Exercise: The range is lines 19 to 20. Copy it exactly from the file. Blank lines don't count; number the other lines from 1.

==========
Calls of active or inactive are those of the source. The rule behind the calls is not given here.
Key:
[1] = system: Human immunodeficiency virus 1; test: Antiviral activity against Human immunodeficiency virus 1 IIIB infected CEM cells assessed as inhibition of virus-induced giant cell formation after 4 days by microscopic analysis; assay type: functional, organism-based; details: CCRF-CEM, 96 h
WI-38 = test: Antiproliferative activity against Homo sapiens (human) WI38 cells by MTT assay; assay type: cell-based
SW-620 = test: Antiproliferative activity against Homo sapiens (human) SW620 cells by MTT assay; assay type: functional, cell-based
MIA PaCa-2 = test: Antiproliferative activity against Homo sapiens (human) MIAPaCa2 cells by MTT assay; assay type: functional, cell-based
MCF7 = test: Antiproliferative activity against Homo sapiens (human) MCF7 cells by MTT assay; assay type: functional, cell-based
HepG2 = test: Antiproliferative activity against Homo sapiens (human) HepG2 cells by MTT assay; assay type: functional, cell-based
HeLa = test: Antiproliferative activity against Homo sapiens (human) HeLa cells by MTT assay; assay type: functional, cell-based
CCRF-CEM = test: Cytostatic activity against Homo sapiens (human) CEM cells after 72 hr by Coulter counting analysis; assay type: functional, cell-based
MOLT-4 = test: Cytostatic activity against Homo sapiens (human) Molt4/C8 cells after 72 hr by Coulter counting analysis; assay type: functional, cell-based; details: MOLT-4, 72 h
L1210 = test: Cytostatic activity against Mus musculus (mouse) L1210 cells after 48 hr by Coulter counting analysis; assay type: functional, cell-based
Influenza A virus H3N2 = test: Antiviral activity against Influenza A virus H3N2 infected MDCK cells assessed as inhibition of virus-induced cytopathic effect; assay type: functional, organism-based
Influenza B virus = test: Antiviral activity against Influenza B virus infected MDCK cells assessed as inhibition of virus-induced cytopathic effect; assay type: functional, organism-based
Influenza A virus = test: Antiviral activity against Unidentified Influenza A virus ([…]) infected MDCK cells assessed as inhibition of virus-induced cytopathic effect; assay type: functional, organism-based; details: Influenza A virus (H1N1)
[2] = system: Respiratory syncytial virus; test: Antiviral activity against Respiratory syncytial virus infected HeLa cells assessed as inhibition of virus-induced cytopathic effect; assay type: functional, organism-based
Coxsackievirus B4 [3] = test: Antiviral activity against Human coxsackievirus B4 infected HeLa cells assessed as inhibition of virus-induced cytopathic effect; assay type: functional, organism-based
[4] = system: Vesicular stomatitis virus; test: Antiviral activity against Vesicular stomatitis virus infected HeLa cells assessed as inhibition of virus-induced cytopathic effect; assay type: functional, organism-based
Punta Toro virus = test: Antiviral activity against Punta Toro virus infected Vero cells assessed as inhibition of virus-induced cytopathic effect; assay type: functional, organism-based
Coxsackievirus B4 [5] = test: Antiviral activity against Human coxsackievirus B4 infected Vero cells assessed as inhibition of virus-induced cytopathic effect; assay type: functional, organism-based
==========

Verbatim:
Punta Toro virus = test: Antiviral activity against Punta Toro virus infected Vero cells assessed as inhibition of virus-induced cytopathic effect; assay type: functional, organism-based
Coxsackievirus B4 [5] = test: Antiviral activity against Human coxsackievirus B4 infected Vero cells assessed as inhibition of virus-induced cytopathic effect; assay type: functional, organism-based